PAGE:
Carbon prices heating up as mercury rises
The bear market in carbon futures1 ended in 2017, with carbon futures posting a 375% cumulative gain between July 2017 and July 2019. Carbon thus ranks the best performing commodity over the past two years, surpassing rallies in palladium, oil and gold which have grabbed the headlines of late. As a lesser known commodity future, carbon has been flying under the radar for most investors. As global temperatures rise, the European Union - a signatory of the Paris Accord ¬– is likely to double-down efforts to thwart rising green-house gas emissions.
Carbon has recovered from a low base. Since the European Union’s Emissions Trading System (EU ETS) was launched in 2005, calibrating the number of permits for polluting activity (allowances) has been a difficult task. A crash in carbon prices from over EUR30/tonne in 2008 to under EUR5/tonne in 2013 set in motion a bear market that lasted close to eight years. The Great Financial Crisis may have started the crash, but the European economy had long since recovered, while the price of carbon had languished due to an oversupply of allowances. That explains why the EU has been doubling down on its efforts to tighten allowance availability. The EU has been cutting the supply of allowances by 1.74% per annum since Phase 3 of the programme began in 2013. As the EU ETS enters Phase 4 of the programme in 2021, allowances will be reduced by 2.2% until 2030.
Figure 1: Historical Performance of Carbon Futures
Source: Bloomberg, WisdomTree, data available as of close 09 August 2019.
Historical performance is not an indication of future performance and any investments may go down in value.
As an economic recovery has taken place, polluting activity has been rising. As data from BP highlights, carbon emissions had been rising in the region between 2013 and 2017. Progress in curtailing harmful gasses in the atmosphere had thus been disappointing. To ensure continued decline in emissions the more aggressive cuts in allowances under Phase 4 is vital.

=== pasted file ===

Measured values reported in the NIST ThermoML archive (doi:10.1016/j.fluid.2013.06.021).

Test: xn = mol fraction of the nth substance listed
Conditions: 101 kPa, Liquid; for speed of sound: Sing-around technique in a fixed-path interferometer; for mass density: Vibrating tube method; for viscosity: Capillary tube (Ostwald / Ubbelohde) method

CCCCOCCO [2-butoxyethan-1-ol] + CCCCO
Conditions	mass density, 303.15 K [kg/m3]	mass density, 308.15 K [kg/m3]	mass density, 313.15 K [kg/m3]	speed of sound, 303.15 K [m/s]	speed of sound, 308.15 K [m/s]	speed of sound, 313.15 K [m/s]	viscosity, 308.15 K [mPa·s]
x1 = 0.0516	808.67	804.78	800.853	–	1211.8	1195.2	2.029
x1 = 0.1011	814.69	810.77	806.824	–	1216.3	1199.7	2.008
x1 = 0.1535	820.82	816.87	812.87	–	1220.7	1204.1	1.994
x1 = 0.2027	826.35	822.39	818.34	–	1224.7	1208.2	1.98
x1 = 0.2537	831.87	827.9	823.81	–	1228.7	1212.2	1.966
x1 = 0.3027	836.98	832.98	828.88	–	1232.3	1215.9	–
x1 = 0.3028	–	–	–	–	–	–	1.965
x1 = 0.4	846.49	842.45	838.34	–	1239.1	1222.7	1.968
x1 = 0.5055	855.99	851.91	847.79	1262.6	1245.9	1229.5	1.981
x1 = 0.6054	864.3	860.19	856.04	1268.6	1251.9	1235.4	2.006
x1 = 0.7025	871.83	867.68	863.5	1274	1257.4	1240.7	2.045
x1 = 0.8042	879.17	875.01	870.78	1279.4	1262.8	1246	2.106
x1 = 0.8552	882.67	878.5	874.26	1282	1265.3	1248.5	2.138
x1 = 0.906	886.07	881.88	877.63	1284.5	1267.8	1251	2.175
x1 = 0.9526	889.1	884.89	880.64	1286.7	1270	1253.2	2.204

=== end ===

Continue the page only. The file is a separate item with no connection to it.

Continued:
Figure 2: European Union carbon dioxide emissions
Source: BP, WisdomTree, data available as of close 03 August 2019.
With the EU having signed up to the Paris Accord – an agreement that promises to limit global temperature gains to 2 degrees Celsius2 – the EU is under pressure to do more. The European Commission (EC) is akin to the European Central Bank - but instead of managing the money supply to target a level of inflation - it is responsible for adjusting the carbon allowances under the EU ETS to target the appropriate level of carbon and other emissions to limit temperature gains. However, there is one clear difference we see – the EC will not be loosening policy in the near future - because the target itself is likely to get more aggressive unlike the inflation target which has not changed since it became a concept. We see policy tightening in the EU ETS for the foreseeable future.
With the EC under new leadership, the market is convinced the administrative institution will maintain policy stability to continue with its emissions tightening programme.
There are risks which can’t be ignored:
- Brexit – the EU ETS currently relies on the UK’s participation. What happens if the UK leaves the system in a disorderly fashion? Would allowances held by UK institutions flood into the market?
- Will rising populism - à la Gilets jaunes3 - reject the basis of climate management for the pursuit of cheaper energy? Will governments continue to neglect those who feel left out from the past 10 years of asset reflation? If so, will climate goals continue to be the scapegoat for declining living standards for the less skilled and economically marginalised?
There are clear mitigants:
- Brexit contingency planning has already begun. The UK government claims it is firmly committed to its international climate change agreements and thus is unlikely to exit in a manner that will undermine the EU ETS system.
- Equally likely is a ‘green uprising’. The recent EU elections saw Greens take the highest votes in Berlin, Dublin and Brussels. Some political commentators predict that Greens will become “kingmakers” in the decision process. That is likely to keep environmental policies high on the agenda.
Carbon future prices have always been subject to policy decisions and we don’t expect a break from the past, but we believe the policy inertia at this point is highly supportive for further gains as the European Union has set its sights on higher environmental outcomes.
1 Intercontinental Exchange EU Allowance Futures that allow for entitlement to emit one tonne of carbon dioxide equivalent gas
2 The Paris Agreement’s central aim is to strengthen the global response to the threat of climate change by keeping a global temperature rise this century well below 2 degrees Celsius above pre-industrial levels and to pursue efforts to limit the temperature increase even further to 1.5 degrees Celsius.
3 A protest movement that began in 2018 in France that was motivated by rising fuel prices, a high cost of living and claim that a disproportionate amount of government tax reform falls on the working middle class.